Then let the good citizen find here natural marvels:
A horse-shoe ravine, the issue of steam from a cleft
In the rock, and rocks, and waterfall brushing the
Rocks, and, among the rocks, birds.
–Journey to Iceland
In 1936 WH Auden and Louis MacNeice boarded a ship bound for Iceland. They arrived in a largely empty Reykjavik harbor and began what would be a three week tour of the country. At the end of their trip , Auden had the backbone of what would become Letters from Iceland, part travel guide, photography essay, autobiography, and poetry collection. Throughout the book, Auden (and to a lesser extent MacNeice) discuss everything from food and culture to compiling various quotes from as far back as anonymous viking poets about the island.
Throughout the text there are letters to various friends of the two that go into detail about the culture and their experiences throughout their travels. Auden was also working quite a bit on his own writing through the time away and several of his poems appear preceding the letters.
One of the major elements of the book is a four part poem titled “Letter to Lord Bryon.” This typically Modernist poem uses the romantic poems (and lifestyle) of Bryon as a kicking off point to discuss historical and current world events, various thoughts on literature, and, once in a while, touch on his experiences on the island. Written as a letter to Bryon, the poem quick dashes off into various tangents and references, but does serve to tie the whole book together from a poetic standpoint.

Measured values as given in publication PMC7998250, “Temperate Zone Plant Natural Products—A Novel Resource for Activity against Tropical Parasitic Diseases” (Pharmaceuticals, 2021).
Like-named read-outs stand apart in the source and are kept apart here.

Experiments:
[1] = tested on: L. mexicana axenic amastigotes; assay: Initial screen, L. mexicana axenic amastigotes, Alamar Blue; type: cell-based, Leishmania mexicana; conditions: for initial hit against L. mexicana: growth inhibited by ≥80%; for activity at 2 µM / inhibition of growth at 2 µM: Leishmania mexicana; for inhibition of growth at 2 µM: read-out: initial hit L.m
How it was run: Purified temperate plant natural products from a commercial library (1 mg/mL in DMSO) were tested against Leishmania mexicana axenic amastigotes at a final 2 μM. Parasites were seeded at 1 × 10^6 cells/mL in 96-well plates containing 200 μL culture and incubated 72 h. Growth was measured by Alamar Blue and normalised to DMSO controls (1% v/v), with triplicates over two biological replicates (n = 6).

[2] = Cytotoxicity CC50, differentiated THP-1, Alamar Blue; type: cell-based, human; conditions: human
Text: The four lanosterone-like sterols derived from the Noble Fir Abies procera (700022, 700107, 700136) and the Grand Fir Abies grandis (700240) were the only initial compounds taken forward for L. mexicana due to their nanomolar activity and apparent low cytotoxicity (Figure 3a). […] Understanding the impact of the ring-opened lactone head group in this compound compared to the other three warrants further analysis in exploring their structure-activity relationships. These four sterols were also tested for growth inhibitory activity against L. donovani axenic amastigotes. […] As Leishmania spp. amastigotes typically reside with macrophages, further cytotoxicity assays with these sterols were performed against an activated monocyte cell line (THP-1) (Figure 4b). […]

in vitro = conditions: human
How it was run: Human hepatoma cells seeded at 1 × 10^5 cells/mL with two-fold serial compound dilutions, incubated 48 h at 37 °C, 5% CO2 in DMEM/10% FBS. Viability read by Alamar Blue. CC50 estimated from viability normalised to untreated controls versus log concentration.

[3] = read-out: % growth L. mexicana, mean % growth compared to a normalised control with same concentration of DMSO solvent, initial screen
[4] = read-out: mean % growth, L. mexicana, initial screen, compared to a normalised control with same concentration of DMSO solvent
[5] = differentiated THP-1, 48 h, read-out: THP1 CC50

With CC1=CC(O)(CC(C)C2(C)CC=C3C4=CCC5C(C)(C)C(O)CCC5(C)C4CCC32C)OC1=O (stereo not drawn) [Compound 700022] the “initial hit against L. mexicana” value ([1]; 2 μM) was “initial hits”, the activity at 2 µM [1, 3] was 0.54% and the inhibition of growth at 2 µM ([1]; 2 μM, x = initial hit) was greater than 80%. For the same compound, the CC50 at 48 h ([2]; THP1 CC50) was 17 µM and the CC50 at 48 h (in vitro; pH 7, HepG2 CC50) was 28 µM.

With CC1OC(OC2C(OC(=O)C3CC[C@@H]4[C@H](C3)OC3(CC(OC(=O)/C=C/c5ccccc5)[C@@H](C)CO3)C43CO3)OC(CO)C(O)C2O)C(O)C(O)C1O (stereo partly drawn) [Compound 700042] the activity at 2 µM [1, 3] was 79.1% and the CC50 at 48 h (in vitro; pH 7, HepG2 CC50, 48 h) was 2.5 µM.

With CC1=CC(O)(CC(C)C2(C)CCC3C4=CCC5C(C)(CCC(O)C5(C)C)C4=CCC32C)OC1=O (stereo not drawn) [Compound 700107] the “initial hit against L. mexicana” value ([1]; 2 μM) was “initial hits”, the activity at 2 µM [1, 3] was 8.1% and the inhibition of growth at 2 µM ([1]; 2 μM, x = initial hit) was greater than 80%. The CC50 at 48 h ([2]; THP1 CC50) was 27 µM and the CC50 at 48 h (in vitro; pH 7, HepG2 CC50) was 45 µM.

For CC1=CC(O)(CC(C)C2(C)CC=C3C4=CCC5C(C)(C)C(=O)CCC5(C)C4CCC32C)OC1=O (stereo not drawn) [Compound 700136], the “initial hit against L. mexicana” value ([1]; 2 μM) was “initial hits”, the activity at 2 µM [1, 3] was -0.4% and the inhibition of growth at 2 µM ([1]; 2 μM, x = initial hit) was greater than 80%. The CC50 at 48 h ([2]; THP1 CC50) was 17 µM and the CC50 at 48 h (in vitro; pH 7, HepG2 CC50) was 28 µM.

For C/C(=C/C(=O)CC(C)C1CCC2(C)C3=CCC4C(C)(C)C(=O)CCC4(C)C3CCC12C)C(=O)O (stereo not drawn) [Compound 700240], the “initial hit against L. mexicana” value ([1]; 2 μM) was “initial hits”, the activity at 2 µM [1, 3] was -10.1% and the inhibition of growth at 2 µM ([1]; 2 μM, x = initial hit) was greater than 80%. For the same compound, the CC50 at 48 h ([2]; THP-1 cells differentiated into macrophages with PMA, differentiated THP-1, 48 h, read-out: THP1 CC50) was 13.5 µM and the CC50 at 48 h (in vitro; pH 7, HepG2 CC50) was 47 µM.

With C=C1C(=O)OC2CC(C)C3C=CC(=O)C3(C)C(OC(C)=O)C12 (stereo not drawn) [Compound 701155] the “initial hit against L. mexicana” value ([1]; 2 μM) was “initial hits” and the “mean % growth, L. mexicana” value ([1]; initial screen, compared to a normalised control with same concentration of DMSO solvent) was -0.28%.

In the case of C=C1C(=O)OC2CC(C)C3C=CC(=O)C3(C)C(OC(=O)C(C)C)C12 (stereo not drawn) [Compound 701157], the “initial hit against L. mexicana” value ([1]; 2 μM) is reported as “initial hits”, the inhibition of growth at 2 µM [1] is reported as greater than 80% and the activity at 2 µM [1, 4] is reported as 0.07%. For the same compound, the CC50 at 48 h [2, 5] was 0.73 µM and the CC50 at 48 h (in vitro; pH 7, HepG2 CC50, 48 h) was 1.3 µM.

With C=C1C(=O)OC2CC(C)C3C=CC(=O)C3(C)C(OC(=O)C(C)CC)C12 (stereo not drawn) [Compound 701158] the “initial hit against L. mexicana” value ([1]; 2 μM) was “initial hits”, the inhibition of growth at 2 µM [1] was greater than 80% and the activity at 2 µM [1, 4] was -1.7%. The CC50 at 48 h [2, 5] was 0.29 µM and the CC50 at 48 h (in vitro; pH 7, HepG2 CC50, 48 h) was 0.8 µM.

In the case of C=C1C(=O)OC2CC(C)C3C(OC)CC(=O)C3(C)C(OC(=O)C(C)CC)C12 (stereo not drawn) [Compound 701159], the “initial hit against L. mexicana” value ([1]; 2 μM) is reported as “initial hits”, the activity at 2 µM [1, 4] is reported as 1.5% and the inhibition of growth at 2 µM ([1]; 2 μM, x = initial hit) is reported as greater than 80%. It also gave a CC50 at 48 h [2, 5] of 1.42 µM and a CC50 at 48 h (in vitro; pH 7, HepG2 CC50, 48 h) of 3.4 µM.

Outwith the poem, the book is held together by the common theme of Iceland, a county that Auden has seemingly little love for. Though, he was later to change his opinion of the island, Auden’s descriptions of the land, food, and people leave little to be desired.
Regardless, the book does provide an interested outsiders perspective of a land that still remains somewhat of a mystery to most. In about a week’s time I will be traveling to Iceland, and you can expect updates of my travels whenever I’m able. Keeping Auden in mind, I hope to approach the trip with the same goals in mind, albeit with a drastically reduced level of poetics and perhaps higher quality photographs. So, check in for reports when I’m able and a detailed write up with photographs on my return.